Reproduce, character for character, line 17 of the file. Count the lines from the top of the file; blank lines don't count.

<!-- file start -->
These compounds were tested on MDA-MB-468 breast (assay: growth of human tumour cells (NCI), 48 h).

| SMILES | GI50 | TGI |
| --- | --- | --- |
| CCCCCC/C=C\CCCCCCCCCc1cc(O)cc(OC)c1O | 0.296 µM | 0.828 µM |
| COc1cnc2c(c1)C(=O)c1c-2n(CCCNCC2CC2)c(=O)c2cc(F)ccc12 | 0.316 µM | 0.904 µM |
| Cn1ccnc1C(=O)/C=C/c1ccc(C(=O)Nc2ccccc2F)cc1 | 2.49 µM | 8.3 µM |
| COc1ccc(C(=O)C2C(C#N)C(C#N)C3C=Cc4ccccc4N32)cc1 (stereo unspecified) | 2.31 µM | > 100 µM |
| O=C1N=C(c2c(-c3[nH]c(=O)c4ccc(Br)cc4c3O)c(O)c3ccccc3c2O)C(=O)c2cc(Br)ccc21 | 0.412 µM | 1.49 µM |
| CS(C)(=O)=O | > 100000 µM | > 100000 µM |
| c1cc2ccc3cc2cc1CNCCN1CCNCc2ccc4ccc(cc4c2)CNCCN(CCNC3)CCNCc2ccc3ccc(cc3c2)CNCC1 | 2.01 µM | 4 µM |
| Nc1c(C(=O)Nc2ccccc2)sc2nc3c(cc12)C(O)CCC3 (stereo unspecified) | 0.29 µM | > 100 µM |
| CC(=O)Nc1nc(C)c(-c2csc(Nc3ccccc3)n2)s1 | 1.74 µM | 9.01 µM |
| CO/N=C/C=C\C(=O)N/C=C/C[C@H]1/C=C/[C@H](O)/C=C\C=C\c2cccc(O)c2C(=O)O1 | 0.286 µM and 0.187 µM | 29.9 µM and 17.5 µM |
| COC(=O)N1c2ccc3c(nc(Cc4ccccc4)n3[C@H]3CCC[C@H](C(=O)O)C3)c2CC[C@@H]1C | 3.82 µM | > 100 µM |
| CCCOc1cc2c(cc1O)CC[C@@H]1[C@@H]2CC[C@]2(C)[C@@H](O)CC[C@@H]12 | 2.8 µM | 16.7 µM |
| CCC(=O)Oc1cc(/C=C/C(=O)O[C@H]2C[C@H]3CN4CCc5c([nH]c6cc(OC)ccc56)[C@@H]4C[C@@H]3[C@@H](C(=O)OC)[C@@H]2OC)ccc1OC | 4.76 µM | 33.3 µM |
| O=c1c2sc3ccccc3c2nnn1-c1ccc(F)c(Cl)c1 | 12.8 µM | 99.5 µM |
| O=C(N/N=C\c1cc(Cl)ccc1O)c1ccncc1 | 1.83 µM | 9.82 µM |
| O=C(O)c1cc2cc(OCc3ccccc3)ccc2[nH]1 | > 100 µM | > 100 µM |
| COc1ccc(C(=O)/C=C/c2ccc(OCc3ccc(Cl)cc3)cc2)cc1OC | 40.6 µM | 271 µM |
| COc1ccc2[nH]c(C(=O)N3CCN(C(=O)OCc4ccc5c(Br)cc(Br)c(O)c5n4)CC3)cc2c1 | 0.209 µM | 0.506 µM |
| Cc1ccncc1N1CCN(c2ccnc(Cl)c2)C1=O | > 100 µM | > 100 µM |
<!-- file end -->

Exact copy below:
| O=c1c2sc3ccccc3c2nnn1-c1ccc(F)c(Cl)c1 | 12.8 µM | 99.5 µM |